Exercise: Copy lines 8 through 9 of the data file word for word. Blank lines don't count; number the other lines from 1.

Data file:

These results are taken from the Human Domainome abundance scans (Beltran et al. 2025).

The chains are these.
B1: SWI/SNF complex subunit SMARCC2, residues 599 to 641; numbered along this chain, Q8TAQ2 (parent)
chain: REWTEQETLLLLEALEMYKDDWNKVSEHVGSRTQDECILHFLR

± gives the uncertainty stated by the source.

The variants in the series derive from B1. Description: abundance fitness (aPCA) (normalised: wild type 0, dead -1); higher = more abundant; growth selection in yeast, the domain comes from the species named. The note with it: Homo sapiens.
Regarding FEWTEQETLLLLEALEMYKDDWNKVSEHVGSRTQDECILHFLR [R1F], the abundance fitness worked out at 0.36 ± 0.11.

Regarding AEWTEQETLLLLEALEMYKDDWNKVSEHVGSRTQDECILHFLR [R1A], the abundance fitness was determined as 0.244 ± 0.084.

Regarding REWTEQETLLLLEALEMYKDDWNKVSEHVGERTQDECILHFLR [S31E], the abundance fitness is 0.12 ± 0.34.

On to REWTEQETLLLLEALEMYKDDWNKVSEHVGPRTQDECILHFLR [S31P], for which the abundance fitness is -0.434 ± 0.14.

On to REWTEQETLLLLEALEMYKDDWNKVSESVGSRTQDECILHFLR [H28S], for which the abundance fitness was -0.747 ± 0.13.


Regarding AEWTEQETLLLLEALEMYKDDWNKVSEHVGSRTQDECILHFLR [R1A], the abundance fitness was determined as 0.244 ± 0.084.

Regarding REWTEQETLLLLEALEMYKDDWNKVSEHVGERTQDECILHFLR [S31E], the abundance fitness is 0.12 ± 0.34.